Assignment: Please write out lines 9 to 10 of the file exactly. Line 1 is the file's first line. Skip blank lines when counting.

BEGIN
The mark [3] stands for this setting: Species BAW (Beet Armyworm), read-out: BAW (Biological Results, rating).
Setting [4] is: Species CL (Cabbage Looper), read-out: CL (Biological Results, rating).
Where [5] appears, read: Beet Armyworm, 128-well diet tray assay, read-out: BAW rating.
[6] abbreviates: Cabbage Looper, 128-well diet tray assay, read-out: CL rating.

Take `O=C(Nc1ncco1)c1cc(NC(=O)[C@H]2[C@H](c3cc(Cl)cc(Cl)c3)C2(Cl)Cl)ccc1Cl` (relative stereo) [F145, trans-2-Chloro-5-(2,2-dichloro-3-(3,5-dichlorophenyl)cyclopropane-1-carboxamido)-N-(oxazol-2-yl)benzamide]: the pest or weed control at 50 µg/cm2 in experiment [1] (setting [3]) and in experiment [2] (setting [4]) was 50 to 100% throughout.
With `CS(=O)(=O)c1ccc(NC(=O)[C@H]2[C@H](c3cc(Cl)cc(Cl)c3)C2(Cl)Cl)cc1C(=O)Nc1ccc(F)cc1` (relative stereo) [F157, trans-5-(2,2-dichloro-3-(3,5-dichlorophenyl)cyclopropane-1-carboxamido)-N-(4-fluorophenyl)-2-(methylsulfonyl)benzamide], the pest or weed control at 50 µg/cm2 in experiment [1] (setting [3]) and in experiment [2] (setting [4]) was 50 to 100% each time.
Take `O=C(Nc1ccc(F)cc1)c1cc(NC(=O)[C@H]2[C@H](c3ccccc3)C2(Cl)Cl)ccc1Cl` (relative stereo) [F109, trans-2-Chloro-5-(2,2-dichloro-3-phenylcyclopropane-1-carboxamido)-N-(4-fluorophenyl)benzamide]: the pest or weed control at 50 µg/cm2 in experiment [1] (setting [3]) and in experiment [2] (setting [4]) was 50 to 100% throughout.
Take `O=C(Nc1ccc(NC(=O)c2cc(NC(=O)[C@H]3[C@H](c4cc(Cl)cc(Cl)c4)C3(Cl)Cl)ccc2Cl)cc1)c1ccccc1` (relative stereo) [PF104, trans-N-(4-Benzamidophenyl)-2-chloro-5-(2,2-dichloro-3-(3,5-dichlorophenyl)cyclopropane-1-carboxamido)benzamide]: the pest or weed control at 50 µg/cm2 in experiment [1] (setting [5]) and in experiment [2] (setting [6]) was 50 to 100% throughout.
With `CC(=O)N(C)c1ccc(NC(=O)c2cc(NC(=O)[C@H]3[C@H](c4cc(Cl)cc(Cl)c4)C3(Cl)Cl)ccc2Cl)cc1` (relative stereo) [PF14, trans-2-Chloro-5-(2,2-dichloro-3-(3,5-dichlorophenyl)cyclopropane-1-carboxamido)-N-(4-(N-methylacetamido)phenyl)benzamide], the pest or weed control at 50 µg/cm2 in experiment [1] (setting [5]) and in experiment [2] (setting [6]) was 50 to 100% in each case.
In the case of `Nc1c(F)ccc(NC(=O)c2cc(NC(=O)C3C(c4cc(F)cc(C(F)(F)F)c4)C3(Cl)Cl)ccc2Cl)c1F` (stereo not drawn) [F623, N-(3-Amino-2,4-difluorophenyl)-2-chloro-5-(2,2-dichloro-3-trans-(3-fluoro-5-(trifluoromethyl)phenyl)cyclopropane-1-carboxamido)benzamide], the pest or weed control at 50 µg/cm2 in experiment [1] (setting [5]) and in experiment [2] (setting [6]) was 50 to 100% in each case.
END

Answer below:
With `CC(=O)N(C)c1ccc(NC(=O)c2cc(NC(=O)[C@H]3[C@H](c4cc(Cl)cc(Cl)c4)C3(Cl)Cl)ccc2Cl)cc1` (relative stereo) [PF14, trans-2-Chloro-5-(2,2-dichloro-3-(3,5-dichlorophenyl)cyclopropane-1-carboxamido)-N-(4-(N-methylacetamido)phenyl)benzamide], the pest or weed control at 50 µg/cm2 in experiment [1] (setting [5]) and in experiment [2] (setting [6]) was 50 to 100% in each case.
In the case of `Nc1c(F)ccc(NC(=O)c2cc(NC(=O)C3C(c4cc(F)cc(C(F)(F)F)c4)C3(Cl)Cl)ccc2Cl)c1F` (stereo not drawn) [F623, N-(3-Amino-2,4-difluorophenyl)-2-chloro-5-(2,2-dichloro-3-trans-(3-fluoro-5-(trifluoromethyl)phenyl)cyclopropane-1-carboxamido)benzamide], the pest or weed control at 50 µg/cm2 in experiment [1] (setting [5]) and in experiment [2] (setting [6]) was 50 to 100% in each case.